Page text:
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Princess of Asturias Award for Technical & Scientific Research 2019
I would like to express my deepest gratitude to all the institutions and people that, each from their own position, make these awards and this unforgettable ceremony possible each year.
I am tremendously proud to jointly receive, together with Joanne Chory, the Princess of Asturias Award for Technical and Scientific Research and consider it an honour to all those who study Nature, which I like to define as the fabric of life. A fabric of which we are part that both runs through us and weaves us together.
This is not just a poetic turn of phrase. Present –as I am– on the soil that gave rise to Cervantes, Federico García Lorca, Miguel Hernández and so many others, it would not be a good idea for me to try to compose bad poetry here.
I say that the fabric of life both runs through and weaves us together because that is what the most comprehensive, up-to-date scientific evidence tells us.
Nature is fundamentally relationships: it comprises building and grinding and a constant remaking with the same materials. All the people that are here –as well as codfish, tigers and worms, tomatoes that languish in the supermarket and yeasts that make bread rise– are made up of the same atoms that have been weaving and unravelling and reweaving themselves for millions of years.
These ancient atoms first formed part of the person who drew the bison in the Cave of Altamira, not far from here; then they were recycled to form the bats that Goya drew and to form Goya himself; then Goya and his bats ended up on the compost heap; then some of the atoms went to form García Lorca’s jasmine and ants, and Miguel Hernández’s onions and bees; while other atoms crossed the sea, some as the wood of a ship, others as some of my ancestors, who travelled inside the ship; other atoms sank into the sea and now form part of codfish.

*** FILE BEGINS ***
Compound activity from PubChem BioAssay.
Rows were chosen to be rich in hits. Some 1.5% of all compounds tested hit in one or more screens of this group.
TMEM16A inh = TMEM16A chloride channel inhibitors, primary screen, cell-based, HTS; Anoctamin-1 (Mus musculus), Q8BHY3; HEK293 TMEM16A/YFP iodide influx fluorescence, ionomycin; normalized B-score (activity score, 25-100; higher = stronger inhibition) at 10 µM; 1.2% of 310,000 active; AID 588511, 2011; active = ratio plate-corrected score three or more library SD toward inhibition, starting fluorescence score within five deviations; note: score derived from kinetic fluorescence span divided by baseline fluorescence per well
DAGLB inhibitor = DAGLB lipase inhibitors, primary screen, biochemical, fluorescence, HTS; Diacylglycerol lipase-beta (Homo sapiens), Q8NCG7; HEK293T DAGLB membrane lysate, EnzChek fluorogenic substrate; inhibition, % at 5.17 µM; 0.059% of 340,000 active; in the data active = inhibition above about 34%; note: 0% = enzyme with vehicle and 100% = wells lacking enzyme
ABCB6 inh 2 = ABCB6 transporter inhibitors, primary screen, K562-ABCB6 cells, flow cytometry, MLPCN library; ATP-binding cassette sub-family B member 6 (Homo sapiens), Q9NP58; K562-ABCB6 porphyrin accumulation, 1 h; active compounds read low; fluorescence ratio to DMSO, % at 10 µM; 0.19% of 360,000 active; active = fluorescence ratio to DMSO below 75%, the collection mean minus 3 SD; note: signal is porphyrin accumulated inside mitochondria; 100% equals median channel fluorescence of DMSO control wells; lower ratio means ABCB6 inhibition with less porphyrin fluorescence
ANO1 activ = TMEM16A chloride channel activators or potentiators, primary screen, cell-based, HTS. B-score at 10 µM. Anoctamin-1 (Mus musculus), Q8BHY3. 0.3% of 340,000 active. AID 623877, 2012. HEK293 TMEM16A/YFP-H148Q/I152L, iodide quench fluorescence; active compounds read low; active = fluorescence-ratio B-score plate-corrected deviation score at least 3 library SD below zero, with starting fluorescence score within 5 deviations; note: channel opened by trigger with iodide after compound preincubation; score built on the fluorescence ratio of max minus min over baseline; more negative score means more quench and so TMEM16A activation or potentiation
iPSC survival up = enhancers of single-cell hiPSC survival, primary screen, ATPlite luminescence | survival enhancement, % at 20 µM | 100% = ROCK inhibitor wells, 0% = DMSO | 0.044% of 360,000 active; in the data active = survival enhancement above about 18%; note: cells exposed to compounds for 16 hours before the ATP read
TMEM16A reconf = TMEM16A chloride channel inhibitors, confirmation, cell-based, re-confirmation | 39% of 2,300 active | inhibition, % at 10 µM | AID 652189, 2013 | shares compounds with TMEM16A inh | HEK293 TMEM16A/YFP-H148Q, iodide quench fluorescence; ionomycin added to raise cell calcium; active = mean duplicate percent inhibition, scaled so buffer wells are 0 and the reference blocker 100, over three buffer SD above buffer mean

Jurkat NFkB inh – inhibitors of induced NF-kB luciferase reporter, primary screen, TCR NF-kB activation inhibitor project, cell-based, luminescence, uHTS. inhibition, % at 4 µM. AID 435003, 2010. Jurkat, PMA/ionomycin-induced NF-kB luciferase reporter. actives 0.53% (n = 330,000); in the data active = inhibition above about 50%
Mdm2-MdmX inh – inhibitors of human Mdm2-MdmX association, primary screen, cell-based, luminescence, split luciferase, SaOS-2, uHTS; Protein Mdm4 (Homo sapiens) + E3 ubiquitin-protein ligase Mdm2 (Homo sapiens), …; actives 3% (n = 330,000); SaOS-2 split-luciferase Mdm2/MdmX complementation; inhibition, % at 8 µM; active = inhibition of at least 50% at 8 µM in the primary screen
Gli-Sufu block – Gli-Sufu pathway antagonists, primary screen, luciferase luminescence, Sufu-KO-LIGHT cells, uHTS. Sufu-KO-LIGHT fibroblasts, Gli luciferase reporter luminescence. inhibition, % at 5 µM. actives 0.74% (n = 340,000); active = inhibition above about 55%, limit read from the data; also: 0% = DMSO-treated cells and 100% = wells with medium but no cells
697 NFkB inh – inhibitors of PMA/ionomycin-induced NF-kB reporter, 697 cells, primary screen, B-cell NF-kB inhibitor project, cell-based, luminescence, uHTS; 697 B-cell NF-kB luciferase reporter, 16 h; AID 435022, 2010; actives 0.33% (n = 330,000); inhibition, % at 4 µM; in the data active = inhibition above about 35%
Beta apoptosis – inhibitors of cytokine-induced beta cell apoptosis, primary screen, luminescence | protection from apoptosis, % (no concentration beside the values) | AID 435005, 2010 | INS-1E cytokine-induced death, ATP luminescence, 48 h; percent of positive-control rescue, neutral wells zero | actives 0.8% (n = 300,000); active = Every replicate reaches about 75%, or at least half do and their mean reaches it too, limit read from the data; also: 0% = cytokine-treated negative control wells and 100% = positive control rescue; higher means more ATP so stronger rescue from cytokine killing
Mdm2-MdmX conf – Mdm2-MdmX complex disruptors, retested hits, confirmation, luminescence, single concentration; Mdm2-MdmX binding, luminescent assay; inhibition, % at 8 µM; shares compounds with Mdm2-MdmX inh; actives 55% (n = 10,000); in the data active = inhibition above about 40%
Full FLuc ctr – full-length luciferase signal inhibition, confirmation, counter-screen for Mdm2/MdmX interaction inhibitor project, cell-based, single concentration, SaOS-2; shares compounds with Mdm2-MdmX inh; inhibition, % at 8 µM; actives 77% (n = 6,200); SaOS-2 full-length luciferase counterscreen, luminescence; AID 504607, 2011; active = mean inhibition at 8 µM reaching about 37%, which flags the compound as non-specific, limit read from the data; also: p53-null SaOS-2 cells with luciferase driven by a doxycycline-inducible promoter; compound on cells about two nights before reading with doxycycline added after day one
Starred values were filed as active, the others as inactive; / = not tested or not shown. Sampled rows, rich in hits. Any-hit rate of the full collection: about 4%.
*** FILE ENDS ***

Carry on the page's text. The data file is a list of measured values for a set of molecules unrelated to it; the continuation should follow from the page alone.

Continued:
And in this wonderful interweaving, plants constitute the supreme alchemist. We take it for granted, but every day green plants carry out the incredible feat of transforming the inanimate molecules of air, water and soil into life for the entire planet, as well as into food, shelter and histories for human beings.
That is why this idea that Nature is out there, that it has nothing to do with you, is a post-truth in every sense of the term.
In fact, people are inseparably and perpetually linked to Nature, and today we live in a world that is much more interconnected than ever, more interlinked than ever before in history, but this has not made it a more just world.
Our aspiration to continually consume and accumulate more subjugates the universal right to enjoy a full relationship with the fabric of life. This is because, following the laws of physics and biology, if too many threads are devoured or discarded at one point of the fabric, cracks and holes inevitably occur at other points.
And we are not talking about just a few holes: there are more and more holes and they are very poorly distributed, within a process of global environmental injustice on an unprecedented scale.
So what do we do? Do we renounce a relationship with plants that has persisted for millions of years? Our studies say, not necessarily. They indicate that there is very little time and it will be very difficult, but we are still in time to reweave this fabric and re-interweave ourselves within it.
Each thread is very fragile, but the fabric as a whole has the strength of the many, a robustness made up of countless interwoven fragilities.
So I dedicate this award to all the fragile ones, on whose loving struggle the persistence of the fabric of life depends today and will depend in the future.
Traducido por Paul Barnes.
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